# Online Program Overview Session: N-25

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## Gaseous Detectors II

Session chair: Daniel Teyssier; Marcus Hohlmann

Shortcut: N-25
Date: Wednesday, October 25, 2017, 13:40
Room: Centennial II
Session type: NSS Session

### Contents

1:40 pm N-25-1

#### Operational experience with the GEM detector assembly lines for the CMS forward muon upgrade(#1942)

S. Colafranceschi1, I. Vai2

1 Florida Institute of Tecnology, Physics and Space Science, Melbourne, Florida, United States of America
2 Universita di Pavia, Dipartimento di Fisica, Pavia, Italy

On behalf of the CMS Muon Group

Content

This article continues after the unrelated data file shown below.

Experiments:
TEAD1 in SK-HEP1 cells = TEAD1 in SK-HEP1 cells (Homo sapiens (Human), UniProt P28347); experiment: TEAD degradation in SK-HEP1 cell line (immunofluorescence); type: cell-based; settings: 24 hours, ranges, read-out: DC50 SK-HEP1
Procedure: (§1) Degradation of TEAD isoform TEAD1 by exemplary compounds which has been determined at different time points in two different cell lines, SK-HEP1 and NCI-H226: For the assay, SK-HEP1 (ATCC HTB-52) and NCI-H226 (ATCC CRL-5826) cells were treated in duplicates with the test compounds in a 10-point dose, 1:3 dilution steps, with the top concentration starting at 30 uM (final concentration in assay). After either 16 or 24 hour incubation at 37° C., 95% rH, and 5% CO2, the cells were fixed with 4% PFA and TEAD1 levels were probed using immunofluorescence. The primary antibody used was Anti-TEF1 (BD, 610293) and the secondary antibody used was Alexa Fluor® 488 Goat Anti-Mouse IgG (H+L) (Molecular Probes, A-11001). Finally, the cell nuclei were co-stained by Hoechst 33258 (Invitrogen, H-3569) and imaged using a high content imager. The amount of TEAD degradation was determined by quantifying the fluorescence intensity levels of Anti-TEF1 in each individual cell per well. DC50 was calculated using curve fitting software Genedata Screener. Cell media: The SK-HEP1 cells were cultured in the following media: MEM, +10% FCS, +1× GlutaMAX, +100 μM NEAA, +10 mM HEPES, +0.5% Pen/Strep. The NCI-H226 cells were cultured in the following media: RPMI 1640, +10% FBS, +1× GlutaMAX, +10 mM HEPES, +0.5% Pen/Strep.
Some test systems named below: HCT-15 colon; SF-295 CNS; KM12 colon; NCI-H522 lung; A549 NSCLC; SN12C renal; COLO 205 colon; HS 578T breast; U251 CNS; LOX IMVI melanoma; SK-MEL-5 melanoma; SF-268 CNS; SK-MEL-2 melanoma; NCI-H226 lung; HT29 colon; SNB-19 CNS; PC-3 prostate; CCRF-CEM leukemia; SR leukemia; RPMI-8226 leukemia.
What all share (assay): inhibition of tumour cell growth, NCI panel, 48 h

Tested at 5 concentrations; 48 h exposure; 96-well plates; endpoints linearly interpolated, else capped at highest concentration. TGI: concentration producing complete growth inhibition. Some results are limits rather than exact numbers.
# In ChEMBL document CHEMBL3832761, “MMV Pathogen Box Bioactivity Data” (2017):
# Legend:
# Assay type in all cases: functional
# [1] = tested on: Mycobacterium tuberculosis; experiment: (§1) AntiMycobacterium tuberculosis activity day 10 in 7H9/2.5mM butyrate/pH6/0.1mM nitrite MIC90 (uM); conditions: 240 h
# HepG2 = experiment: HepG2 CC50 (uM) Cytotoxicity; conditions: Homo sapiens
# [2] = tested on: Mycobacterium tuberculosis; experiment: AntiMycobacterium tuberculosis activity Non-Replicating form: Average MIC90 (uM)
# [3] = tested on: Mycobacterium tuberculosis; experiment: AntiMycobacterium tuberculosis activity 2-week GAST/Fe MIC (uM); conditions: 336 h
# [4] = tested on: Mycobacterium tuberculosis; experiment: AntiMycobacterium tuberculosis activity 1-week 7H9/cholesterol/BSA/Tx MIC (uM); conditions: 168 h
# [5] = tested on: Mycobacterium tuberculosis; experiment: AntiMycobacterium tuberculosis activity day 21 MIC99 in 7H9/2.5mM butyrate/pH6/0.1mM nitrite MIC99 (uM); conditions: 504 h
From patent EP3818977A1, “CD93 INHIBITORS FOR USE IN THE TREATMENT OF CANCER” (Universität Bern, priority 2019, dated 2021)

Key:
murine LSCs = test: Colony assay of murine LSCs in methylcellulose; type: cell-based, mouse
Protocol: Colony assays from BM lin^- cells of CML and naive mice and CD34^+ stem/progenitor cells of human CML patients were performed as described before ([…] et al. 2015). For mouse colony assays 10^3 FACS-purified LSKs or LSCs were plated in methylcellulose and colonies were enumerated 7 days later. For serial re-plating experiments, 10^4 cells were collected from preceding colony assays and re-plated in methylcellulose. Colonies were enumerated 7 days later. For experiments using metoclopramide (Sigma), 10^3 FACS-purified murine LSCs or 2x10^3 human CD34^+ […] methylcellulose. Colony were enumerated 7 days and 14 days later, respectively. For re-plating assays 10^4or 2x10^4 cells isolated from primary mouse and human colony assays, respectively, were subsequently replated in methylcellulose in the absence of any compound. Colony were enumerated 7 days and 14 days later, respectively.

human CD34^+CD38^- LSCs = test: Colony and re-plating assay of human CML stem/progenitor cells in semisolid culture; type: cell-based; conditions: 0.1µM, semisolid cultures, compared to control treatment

The CMS Collaboration has been developing large-area Triple-GEM detectors to be installed in the muon endcap regions of the CMS experiment in 2019 to maintain forward muon trigger and tracking performance at the HL-LHC. Ten pre-production detectors were built at CERN to commission the first assembly line and the quality controls. These were installed in the CMS detector in early 2017 and are currently participating in the 2017 LHC run. The collaboration has prepared several additional assembly and quality control lines for distributed mass production of 160 GEM detectors at various sites worldwide. During 2017, these additional production sites have been optimizing construction techniques and quality control procedures and validating them against common specifications by constructing additional pre-production detectors. Using the specific experience from one production site as an example, we discuss how the quality controls make use of independent hardware and trained personnel to ensure fast and reliable production. Preliminary results on the construction status of CMS GEM detectors will be presented.